7. The police caught up with him and he kicked the mother out of the car and drove off with the daughter.

8. He took her to a flat and kept her hostage.

9. He used the girl as a shield as he came out of the flat and walked along the balcony.

10.The appellant fired shots at the police and the police returned fire.

11.The police shot the girl who died.

12.The appellant was convicted of possession of a firearm with intent to endanger life, kidnap of the mother and daughter, attempted murder on the father and two police officers and the manslaughter of the girl.

13.He appealed against the manslaughter conviction on the issue of causation. Held, conviction upheld.The firing at the police officers caused them to fire back. In firing back the police officers were acting in self defence. His using the girl as a shield caused her death. Persuasive legal burden is on the prosecution, beyond reasonable doubt.

Elements of a Crime

R v Pagett (1983) 76 Cr App Rep 279 A reasonable act performed for the purpose of self-preservation or done in performance of a legal duty, being of course itself an act caused by the accused's own conduct, does not operate as a novus acuts interveniens. Reasons:

• When determining if an intervening 3rd party, not acting in concert with the accused, could relieve the accused of criminal responsibility, you consider whether the intervention is voluntary (free, deliberate, and informed).

• Accused acts need not be sole cause, or even the main cause of the victims death, it being enough that his act contributed significantly to that result.

• Novus actus interveniens - an intervening act of another person was independent of the act of the accused that it should be regarded in law as the cause of the victims death, as the exclusion of the act of the accused. Voluntariness For the prosecution to demonstrate that the actus reus of the crime exists, the criminal act must be performed voluntarily. As Woolmington v DPP asserts, 'the physical element must be willed.' Presumption that D's conduct voluntary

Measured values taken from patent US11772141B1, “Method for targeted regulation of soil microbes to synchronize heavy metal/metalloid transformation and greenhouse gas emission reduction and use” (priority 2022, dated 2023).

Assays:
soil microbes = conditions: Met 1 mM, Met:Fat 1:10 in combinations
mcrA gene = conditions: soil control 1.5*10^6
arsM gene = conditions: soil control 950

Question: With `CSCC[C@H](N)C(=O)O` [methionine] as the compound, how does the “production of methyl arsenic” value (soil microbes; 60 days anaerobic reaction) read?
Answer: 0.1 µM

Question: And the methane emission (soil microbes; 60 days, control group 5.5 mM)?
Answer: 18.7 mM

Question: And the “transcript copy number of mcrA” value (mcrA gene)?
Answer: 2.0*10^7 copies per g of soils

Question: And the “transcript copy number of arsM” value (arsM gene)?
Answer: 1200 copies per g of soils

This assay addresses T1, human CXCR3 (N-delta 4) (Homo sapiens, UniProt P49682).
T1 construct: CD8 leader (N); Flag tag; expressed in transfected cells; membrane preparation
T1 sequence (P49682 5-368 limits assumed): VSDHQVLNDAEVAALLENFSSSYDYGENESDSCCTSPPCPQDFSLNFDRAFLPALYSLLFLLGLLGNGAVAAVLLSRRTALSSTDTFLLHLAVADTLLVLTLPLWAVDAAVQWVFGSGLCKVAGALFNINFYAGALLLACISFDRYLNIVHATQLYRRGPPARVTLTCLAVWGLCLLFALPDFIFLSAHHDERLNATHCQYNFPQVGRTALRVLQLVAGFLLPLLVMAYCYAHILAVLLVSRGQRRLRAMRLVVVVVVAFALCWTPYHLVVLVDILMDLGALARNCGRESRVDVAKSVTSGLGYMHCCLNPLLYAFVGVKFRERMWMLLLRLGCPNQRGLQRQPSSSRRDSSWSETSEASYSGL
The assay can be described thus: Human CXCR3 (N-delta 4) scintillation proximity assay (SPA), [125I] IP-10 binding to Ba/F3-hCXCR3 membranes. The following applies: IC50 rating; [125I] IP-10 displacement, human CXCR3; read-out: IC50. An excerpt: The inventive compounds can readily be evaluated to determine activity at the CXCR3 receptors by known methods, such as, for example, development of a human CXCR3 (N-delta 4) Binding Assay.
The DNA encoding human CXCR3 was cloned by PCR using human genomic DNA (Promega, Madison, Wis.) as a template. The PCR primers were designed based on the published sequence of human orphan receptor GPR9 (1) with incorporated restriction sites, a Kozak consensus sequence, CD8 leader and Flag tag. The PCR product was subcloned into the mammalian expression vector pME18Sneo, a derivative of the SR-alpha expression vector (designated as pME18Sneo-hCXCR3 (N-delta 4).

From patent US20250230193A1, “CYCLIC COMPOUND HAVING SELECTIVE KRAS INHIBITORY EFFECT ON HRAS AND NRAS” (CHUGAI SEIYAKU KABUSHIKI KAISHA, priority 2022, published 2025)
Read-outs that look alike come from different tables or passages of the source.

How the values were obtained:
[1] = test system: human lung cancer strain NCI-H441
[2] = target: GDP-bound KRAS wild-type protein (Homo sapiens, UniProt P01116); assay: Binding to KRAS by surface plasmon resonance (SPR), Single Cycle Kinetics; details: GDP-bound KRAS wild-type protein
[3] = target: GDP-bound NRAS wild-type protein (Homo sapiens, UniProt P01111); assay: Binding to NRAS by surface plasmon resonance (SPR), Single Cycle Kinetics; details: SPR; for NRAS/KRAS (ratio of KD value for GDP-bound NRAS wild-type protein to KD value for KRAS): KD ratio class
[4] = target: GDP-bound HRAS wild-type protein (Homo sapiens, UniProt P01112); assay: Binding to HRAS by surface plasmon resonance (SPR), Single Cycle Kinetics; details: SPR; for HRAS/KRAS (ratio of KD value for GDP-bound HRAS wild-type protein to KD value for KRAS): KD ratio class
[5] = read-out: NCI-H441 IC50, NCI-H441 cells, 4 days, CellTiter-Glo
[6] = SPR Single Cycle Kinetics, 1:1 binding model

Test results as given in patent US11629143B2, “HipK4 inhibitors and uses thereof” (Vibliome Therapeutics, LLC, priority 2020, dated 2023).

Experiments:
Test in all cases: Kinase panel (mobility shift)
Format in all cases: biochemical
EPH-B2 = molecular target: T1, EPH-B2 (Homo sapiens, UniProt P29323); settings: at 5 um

• Prosecution needs prove all elements of offence (incl voluntariness of D's conduct),

• Presumption means it need not be proved unless D queries it by raising evidence (evidential burden on D),
➡Then prosecution has legal/persuasive burden to disprove that act was involuntary

• Voluntary: freely-willed conduct - exercise of some conscious control [aspect of AR]

• cf sleepwalking, or epileptic fit Reason: Bratty, Ryan [1967]

• Vast majority of the cases have no question of whether the accused acts voluntarily.

• When voluntariness is an issue, that is, where the accused says, "yes, I killed the person, but ...", the accused has evidential burden of proof on them. i.e., they must persuade the judge they have enough that they were acting involuntarily at the time of the offence, for it open to the jury to find it was reasonably possible that they were acting involuntarily.

• When the trial judge concludes there is a suspect in terms of the involuntariness, the burden shifts to the prosecution. Burden of Proof

表⾯面上证据确凿的案件

Evidential burden

• Mostly relevant to D when raising defences self-defence, provocation, duress, necessity etc

• D bears burden of satisfying judge that there is sufficient evidence to leave the issue for the jury to consider (so that Prosecution does not have to counter every 'fanciful' defence)

• D raises a reasonable basis (prima facie case?) for a defence, then Prosecution must disprove beyond reasonable doubt [BRD]
Legal or persuasive burden

• Lies on party who must satisfy trier of fact (usually jury re indictable offences) of guilt of D by proving all elements of offence (& rebutting defences)

• Generally: legal burden on prosecution throughout trial

• Exception: mental impairment defences (insanity, and substantial impairment)

• D bears legal burden of proof to standard: on balance of probabilities [OBP]
Example

• D is charged with murder: 7